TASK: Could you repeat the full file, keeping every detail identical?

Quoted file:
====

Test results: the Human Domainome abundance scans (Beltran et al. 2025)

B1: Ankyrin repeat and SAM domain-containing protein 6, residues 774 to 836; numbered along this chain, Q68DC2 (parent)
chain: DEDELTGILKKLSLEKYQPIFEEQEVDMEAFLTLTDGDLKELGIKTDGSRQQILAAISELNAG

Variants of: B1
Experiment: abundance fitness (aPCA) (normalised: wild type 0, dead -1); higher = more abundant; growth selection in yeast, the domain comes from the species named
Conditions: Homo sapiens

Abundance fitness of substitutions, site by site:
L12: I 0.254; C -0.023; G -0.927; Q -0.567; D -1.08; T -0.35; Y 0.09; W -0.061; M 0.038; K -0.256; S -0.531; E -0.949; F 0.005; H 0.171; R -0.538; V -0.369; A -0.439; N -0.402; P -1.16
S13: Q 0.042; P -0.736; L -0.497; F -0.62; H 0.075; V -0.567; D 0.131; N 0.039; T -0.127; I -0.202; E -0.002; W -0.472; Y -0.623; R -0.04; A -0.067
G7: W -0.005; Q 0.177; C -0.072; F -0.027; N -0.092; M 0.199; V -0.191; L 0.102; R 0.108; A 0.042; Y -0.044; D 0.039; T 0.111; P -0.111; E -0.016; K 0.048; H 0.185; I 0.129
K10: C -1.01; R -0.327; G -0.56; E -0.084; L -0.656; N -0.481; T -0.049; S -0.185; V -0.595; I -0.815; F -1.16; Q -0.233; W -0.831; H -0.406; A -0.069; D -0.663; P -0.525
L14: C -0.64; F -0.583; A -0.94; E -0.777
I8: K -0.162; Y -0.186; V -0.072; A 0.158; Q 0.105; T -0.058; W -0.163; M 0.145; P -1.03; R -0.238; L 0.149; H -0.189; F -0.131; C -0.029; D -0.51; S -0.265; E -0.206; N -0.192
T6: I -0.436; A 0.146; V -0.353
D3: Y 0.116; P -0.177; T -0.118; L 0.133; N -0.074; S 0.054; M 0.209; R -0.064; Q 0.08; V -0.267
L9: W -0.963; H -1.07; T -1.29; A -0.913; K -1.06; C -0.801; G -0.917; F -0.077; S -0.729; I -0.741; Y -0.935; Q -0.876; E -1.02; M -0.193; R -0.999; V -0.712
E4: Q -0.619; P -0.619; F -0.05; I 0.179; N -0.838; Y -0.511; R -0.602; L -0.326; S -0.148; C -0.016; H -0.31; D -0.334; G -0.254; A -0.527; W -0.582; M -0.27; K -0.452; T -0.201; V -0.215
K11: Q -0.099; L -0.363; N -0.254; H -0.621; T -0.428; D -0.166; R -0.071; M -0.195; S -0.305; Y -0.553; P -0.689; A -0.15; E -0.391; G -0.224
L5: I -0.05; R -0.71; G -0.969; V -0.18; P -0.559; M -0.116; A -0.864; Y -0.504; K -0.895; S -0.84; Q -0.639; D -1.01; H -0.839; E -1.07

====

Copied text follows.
Test results: the Human Domainome abundance scans (Beltran et al. 2025)

B1: Ankyrin repeat and SAM domain-containing protein 6, residues 774 to 836; numbered along this chain, Q68DC2 (parent)
chain: DEDELTGILKKLSLEKYQPIFEEQEVDMEAFLTLTDGDLKELGIKTDGSRQQILAAISELNAG

Variants of: B1
Experiment: abundance fitness (aPCA) (normalised: wild type 0, dead -1); higher = more abundant; growth selection in yeast, the domain comes from the species named
Conditions: Homo sapiens

Abundance fitness of substitutions, site by site:
L12: I 0.254; C -0.023; G -0.927; Q -0.567; D -1.08; T -0.35; Y 0.09; W -0.061; M 0.038; K -0.256; S -0.531; E -0.949; F 0.005; H 0.171; R -0.538; V -0.369; A -0.439; N -0.402; P -1.16
S13: Q 0.042; P -0.736; L -0.497; F -0.62; H 0.075; V -0.567; D 0.131; N 0.039; T -0.127; I -0.202; E -0.002; W -0.472; Y -0.623; R -0.04; A -0.067
G7: W -0.005; Q 0.177; C -0.072; F -0.027; N -0.092; M 0.199; V -0.191; L 0.102; R 0.108; A 0.042; Y -0.044; D 0.039; T 0.111; P -0.111; E -0.016; K 0.048; H 0.185; I 0.129
K10: C -1.01; R -0.327; G -0.56; E -0.084; L -0.656; N -0.481; T -0.049; S -0.185; V -0.595; I -0.815; F -1.16; Q -0.233; W -0.831; H -0.406; A -0.069; D -0.663; P -0.525
L14: C -0.64; F -0.583; A -0.94; E -0.777
I8: K -0.162; Y -0.186; V -0.072; A 0.158; Q 0.105; T -0.058; W -0.163; M 0.145; P -1.03; R -0.238; L 0.149; H -0.189; F -0.131; C -0.029; D -0.51; S -0.265; E -0.206; N -0.192
T6: I -0.436; A 0.146; V -0.353
D3: Y 0.116; P -0.177; T -0.118; L 0.133; N -0.074; S 0.054; M 0.209; R -0.064; Q 0.08; V -0.267
L9: W -0.963; H -1.07; T -1.29; A -0.913; K -1.06; C -0.801; G -0.917; F -0.077; S -0.729; I -0.741; Y -0.935; Q -0.876; E -1.02; M -0.193; R -0.999; V -0.712
E4: Q -0.619; P -0.619; F -0.05; I 0.179; N -0.838; Y -0.511; R -0.602; L -0.326; S -0.148; C -0.016; H -0.31; D -0.334; G -0.254; A -0.527; W -0.582; M -0.27; K -0.452; T -0.201; V -0.215
K11: Q -0.099; L -0.363; N -0.254; H -0.621; T -0.428; D -0.166; R -0.071; M -0.195; S -0.305; Y -0.553; P -0.689; A -0.15; E -0.391; G -0.224
L5: I -0.05; R -0.71; G -0.969; V -0.18; P -0.559; M -0.116; A -0.864; Y -0.504; K -0.895; S -0.84; Q -0.639; D -1.01; H -0.839; E -1.07